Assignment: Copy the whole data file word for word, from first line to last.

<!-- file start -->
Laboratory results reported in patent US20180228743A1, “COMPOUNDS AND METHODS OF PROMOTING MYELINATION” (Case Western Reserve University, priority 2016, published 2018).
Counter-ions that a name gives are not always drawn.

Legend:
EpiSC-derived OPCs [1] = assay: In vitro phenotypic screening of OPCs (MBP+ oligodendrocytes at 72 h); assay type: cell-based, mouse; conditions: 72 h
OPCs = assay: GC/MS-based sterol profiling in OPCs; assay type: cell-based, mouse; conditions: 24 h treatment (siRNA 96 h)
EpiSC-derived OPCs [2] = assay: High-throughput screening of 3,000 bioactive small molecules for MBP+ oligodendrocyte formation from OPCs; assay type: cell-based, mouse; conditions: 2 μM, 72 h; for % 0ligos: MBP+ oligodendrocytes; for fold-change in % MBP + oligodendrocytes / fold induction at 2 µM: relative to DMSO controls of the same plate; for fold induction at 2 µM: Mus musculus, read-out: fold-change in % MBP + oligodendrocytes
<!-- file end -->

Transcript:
Laboratory results reported in patent US20180228743A1, “COMPOUNDS AND METHODS OF PROMOTING MYELINATION” (Case Western Reserve University, priority 2016, published 2018).
Counter-ions that a name gives are not always drawn.

Legend:
EpiSC-derived OPCs [1] = assay: In vitro phenotypic screening of OPCs (MBP+ oligodendrocytes at 72 h); assay type: cell-based, mouse; conditions: 72 h
OPCs = assay: GC/MS-based sterol profiling in OPCs; assay type: cell-based, mouse; conditions: 24 h treatment (siRNA 96 h)
EpiSC-derived OPCs [2] = assay: High-throughput screening of 3,000 bioactive small molecules for MBP+ oligodendrocyte formation from OPCs; assay type: cell-based, mouse; conditions: 2 μM, 72 h; for % 0ligos: MBP+ oligodendrocytes; for fold-change in % MBP + oligodendrocytes / fold induction at 2 µM: relative to DMSO controls of the same plate; for fold induction at 2 µM: Mus musculus, read-out: fold-change in % MBP + oligodendrocytes